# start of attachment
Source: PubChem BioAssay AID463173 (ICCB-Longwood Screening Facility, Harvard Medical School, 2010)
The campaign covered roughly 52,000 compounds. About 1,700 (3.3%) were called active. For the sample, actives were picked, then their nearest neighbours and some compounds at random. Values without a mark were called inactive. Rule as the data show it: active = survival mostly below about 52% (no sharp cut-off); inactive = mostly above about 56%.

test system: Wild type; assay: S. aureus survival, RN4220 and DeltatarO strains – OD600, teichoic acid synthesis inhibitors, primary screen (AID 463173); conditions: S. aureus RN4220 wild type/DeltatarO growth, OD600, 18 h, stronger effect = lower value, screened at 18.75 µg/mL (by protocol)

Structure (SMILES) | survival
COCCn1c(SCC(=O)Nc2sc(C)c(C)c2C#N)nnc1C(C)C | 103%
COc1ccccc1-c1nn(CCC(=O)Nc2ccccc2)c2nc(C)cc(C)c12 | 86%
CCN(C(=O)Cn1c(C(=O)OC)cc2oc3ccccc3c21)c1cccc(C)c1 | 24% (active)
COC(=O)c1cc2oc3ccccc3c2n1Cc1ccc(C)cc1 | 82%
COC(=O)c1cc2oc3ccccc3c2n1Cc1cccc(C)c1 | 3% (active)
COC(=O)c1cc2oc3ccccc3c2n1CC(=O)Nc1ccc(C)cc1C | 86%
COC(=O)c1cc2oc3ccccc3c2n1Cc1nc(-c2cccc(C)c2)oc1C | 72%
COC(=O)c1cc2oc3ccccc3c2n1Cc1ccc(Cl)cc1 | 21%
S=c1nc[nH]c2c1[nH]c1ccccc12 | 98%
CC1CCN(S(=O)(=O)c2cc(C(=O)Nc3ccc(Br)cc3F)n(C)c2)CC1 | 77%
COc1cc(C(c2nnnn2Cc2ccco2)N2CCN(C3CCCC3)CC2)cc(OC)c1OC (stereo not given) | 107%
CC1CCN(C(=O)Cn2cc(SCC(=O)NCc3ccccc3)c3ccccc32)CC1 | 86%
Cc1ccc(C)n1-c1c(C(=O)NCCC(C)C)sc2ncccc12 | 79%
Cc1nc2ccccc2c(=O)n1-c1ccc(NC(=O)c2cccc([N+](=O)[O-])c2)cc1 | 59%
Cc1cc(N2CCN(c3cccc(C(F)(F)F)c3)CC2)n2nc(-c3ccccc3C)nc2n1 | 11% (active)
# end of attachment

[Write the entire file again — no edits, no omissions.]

Source: PubChem BioAssay AID463173 (ICCB-Longwood Screening Facility, Harvard Medical School, 2010)
The campaign covered roughly 52,000 compounds. About 1,700 (3.3%) were called active. For the sample, actives were picked, then their nearest neighbours and some compounds at random. Values without a mark were called inactive. Rule as the data show it: active = survival mostly below about 52% (no sharp cut-off); inactive = mostly above about 56%.

test system: Wild type; assay: S. aureus survival, RN4220 and DeltatarO strains – OD600, teichoic acid synthesis inhibitors, primary screen (AID 463173); conditions: S. aureus RN4220 wild type/DeltatarO growth, OD600, 18 h, stronger effect = lower value, screened at 18.75 µg/mL (by protocol)

Structure (SMILES) | survival
COCCn1c(SCC(=O)Nc2sc(C)c(C)c2C#N)nnc1C(C)C | 103%
COc1ccccc1-c1nn(CCC(=O)Nc2ccccc2)c2nc(C)cc(C)c12 | 86%
CCN(C(=O)Cn1c(C(=O)OC)cc2oc3ccccc3c21)c1cccc(C)c1 | 24% (active)
COC(=O)c1cc2oc3ccccc3c2n1Cc1ccc(C)cc1 | 82%
COC(=O)c1cc2oc3ccccc3c2n1Cc1cccc(C)c1 | 3% (active)
COC(=O)c1cc2oc3ccccc3c2n1CC(=O)Nc1ccc(C)cc1C | 86%
COC(=O)c1cc2oc3ccccc3c2n1Cc1nc(-c2cccc(C)c2)oc1C | 72%
COC(=O)c1cc2oc3ccccc3c2n1Cc1ccc(Cl)cc1 | 21%
S=c1nc[nH]c2c1[nH]c1ccccc12 | 98%
CC1CCN(S(=O)(=O)c2cc(C(=O)Nc3ccc(Br)cc3F)n(C)c2)CC1 | 77%
COc1cc(C(c2nnnn2Cc2ccco2)N2CCN(C3CCCC3)CC2)cc(OC)c1OC (stereo not given) | 107%
CC1CCN(C(=O)Cn2cc(SCC(=O)NCc3ccccc3)c3ccccc32)CC1 | 86%
Cc1ccc(C)n1-c1c(C(=O)NCCC(C)C)sc2ncccc12 | 79%
Cc1nc2ccccc2c(=O)n1-c1ccc(NC(=O)c2cccc([N+](=O)[O-])c2)cc1 | 59%
Cc1cc(N2CCN(c3cccc(C(F)(F)F)c3)CC2)n2nc(-c3ccccc3C)nc2n1 | 11% (active)